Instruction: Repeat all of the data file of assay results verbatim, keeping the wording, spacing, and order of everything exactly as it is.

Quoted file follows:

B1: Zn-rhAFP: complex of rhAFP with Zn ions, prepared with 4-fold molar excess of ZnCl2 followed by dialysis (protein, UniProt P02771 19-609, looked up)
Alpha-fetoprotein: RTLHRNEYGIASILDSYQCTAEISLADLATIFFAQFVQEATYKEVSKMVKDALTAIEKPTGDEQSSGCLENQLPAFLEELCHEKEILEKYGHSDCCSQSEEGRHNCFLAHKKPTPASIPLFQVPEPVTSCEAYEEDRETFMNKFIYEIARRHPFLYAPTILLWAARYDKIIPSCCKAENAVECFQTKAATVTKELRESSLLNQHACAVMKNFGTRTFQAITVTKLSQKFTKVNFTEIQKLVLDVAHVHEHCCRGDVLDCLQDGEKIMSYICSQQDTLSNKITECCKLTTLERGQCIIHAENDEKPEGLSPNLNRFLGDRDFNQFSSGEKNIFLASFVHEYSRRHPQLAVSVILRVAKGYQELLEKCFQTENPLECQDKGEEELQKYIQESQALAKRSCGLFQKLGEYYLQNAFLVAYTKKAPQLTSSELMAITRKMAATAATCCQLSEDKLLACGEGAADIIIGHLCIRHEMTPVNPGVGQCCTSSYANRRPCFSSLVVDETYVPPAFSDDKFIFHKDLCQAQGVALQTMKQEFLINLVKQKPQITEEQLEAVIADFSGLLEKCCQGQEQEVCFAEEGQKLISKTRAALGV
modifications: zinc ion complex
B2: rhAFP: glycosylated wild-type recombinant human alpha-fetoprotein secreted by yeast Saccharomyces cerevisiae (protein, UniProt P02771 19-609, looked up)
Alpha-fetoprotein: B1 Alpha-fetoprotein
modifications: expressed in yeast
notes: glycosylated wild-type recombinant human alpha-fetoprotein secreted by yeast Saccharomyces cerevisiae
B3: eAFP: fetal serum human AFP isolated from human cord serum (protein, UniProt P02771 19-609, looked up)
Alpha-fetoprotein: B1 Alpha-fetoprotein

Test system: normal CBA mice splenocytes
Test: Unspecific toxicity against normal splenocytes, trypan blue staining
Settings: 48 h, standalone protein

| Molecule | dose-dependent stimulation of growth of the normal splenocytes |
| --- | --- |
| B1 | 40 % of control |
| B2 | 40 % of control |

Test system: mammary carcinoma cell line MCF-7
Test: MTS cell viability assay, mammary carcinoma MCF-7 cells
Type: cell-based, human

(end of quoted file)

B1: Zn-rhAFP: complex of rhAFP with Zn ions, prepared with 4-fold molar excess of ZnCl2 followed by dialysis (protein, UniProt P02771 19-609, looked up)
Alpha-fetoprotein: RTLHRNEYGIASILDSYQCTAEISLADLATIFFAQFVQEATYKEVSKMVKDALTAIEKPTGDEQSSGCLENQLPAFLEELCHEKEILEKYGHSDCCSQSEEGRHNCFLAHKKPTPASIPLFQVPEPVTSCEAYEEDRETFMNKFIYEIARRHPFLYAPTILLWAARYDKIIPSCCKAENAVECFQTKAATVTKELRESSLLNQHACAVMKNFGTRTFQAITVTKLSQKFTKVNFTEIQKLVLDVAHVHEHCCRGDVLDCLQDGEKIMSYICSQQDTLSNKITECCKLTTLERGQCIIHAENDEKPEGLSPNLNRFLGDRDFNQFSSGEKNIFLASFVHEYSRRHPQLAVSVILRVAKGYQELLEKCFQTENPLECQDKGEEELQKYIQESQALAKRSCGLFQKLGEYYLQNAFLVAYTKKAPQLTSSELMAITRKMAATAATCCQLSEDKLLACGEGAADIIIGHLCIRHEMTPVNPGVGQCCTSSYANRRPCFSSLVVDETYVPPAFSDDKFIFHKDLCQAQGVALQTMKQEFLINLVKQKPQITEEQLEAVIADFSGLLEKCCQGQEQEVCFAEEGQKLISKTRAALGV
modifications: zinc ion complex
B2: rhAFP: glycosylated wild-type recombinant human alpha-fetoprotein secreted by yeast Saccharomyces cerevisiae (protein, UniProt P02771 19-609, looked up)
Alpha-fetoprotein: B1 Alpha-fetoprotein
modifications: expressed in yeast
notes: glycosylated wild-type recombinant human alpha-fetoprotein secreted by yeast Saccharomyces cerevisiae
B3: eAFP: fetal serum human AFP isolated from human cord serum (protein, UniProt P02771 19-609, looked up)
Alpha-fetoprotein: B1 Alpha-fetoprotein

Test system: normal CBA mice splenocytes
Test: Unspecific toxicity against normal splenocytes, trypan blue staining
Settings: 48 h, standalone protein

| Molecule | dose-dependent stimulation of growth of the normal splenocytes |
| --- | --- |
| B1 | 40 % of control |
| B2 | 40 % of control |

Test system: mammary carcinoma cell line MCF-7
Test: MTS cell viability assay, mammary carcinoma MCF-7 cells
Type: cell-based, human